Man and Wife was Wilkie Collins’ ninth published novel. It is the second of his novels (after No Name) in which social questions provide the main impetus of the plot. Collins increasingly used his novels to explore social abuses, which according to critics tends to detract from their qualities as fiction.
In three months from the memorable day when his solicitor had informed him that he was a free man, Mr. Vanborough possessed the wife he desired, to grace the head of his table and to push his fortunes in the world–the Legislature of Great Britain being the humble servant of his treachery, and the respectable accomplice of his crime.
The social issue which drives the plot is the state of Scots marriage law; at the time the novel was written, any couple who were legally entitled to marry and who asserted that they were married before witnesses, or in writing, were regarded in Scotland as being married in law. The suspense (and much of the commentary) is built around the marriage laws, which recognized “irregular marriages” in which men and women, who wittingly or not, represented themselves as married were indeed married under law.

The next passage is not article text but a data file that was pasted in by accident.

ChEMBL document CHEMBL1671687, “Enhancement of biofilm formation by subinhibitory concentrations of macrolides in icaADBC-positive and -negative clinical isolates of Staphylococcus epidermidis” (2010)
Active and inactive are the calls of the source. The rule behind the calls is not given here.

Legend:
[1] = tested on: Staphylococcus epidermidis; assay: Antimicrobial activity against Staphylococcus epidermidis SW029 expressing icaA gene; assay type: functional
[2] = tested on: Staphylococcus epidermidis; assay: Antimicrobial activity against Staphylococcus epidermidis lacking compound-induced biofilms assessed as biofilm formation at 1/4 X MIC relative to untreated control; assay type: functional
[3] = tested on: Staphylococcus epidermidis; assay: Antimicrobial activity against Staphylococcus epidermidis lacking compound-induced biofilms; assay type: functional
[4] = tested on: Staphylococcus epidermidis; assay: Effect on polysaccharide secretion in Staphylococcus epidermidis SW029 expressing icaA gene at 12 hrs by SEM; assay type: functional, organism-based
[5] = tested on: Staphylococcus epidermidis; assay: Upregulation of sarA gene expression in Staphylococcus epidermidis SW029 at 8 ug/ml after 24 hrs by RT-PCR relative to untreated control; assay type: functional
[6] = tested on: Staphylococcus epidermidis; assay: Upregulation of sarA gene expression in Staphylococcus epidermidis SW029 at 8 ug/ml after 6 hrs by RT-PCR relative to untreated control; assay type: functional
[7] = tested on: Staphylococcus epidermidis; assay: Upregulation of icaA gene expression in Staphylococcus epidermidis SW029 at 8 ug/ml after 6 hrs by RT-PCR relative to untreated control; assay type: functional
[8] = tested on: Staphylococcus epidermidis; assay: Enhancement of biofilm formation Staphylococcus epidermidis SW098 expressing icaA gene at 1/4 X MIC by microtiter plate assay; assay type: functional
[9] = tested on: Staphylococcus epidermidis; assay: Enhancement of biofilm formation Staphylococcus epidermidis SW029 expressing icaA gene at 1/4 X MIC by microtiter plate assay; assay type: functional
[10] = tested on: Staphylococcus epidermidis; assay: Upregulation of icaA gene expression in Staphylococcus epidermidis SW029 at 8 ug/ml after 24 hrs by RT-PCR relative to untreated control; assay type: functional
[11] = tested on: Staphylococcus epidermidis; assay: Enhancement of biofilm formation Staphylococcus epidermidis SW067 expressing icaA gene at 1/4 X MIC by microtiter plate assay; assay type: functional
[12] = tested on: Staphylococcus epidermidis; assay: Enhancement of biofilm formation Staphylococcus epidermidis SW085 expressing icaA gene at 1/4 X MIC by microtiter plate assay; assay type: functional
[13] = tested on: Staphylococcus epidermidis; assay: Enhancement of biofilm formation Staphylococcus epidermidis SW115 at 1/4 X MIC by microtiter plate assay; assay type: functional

ABOUT THE AUTHOR
Wilkie Collins, a close friend of Charles Dickens from their meeting in March 1851 until Dickens’ death in June 1870, was one of the best known, best loved, and, for a time, best paid of Victorian fiction writers. But after his death, his reputation declined as Dickens’ bloomed.
Now, Collins is being given more critical and popular attention than he has received for 50 years. Most of his books are in print, and all are now in e-text. He is studied widely; new film, television, and radio versions of some of his books have been made; and all of his letters have been published. However, there is still much to be discovered about this superstar of Victorian fiction.